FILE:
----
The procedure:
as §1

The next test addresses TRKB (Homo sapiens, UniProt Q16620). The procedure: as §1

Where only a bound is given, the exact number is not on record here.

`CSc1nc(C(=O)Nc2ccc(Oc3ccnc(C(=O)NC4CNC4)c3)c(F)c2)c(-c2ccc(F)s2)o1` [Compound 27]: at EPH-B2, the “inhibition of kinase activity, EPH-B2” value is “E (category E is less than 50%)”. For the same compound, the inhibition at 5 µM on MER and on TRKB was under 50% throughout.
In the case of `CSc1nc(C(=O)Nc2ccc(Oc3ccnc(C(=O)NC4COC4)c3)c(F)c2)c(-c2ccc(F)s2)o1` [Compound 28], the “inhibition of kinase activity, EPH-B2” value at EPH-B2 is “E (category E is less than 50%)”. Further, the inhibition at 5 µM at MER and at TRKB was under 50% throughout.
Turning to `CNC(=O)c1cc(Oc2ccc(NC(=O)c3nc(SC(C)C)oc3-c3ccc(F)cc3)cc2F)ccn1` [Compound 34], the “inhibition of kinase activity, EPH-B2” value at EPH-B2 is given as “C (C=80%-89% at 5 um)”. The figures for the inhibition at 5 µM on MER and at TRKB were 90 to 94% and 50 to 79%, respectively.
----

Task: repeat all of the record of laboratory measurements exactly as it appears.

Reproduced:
The procedure:
as §1

The next test addresses TRKB (Homo sapiens, UniProt Q16620). The procedure: as §1

Where only a bound is given, the exact number is not on record here.

`CSc1nc(C(=O)Nc2ccc(Oc3ccnc(C(=O)NC4CNC4)c3)c(F)c2)c(-c2ccc(F)s2)o1` [Compound 27]: at EPH-B2, the “inhibition of kinase activity, EPH-B2” value is “E (category E is less than 50%)”. For the same compound, the inhibition at 5 µM on MER and on TRKB was under 50% throughout.
In the case of `CSc1nc(C(=O)Nc2ccc(Oc3ccnc(C(=O)NC4COC4)c3)c(F)c2)c(-c2ccc(F)s2)o1` [Compound 28], the “inhibition of kinase activity, EPH-B2” value at EPH-B2 is “E (category E is less than 50%)”. Further, the inhibition at 5 µM at MER and at TRKB was under 50% throughout.
Turning to `CNC(=O)c1cc(Oc2ccc(NC(=O)c3nc(SC(C)C)oc3-c3ccc(F)cc3)cc2F)ccn1` [Compound 34], the “inhibition of kinase activity, EPH-B2” value at EPH-B2 is given as “C (C=80%-89% at 5 um)”. The figures for the inhibition at 5 µM on MER and at TRKB were 90 to 94% and 50 to 79%, respectively.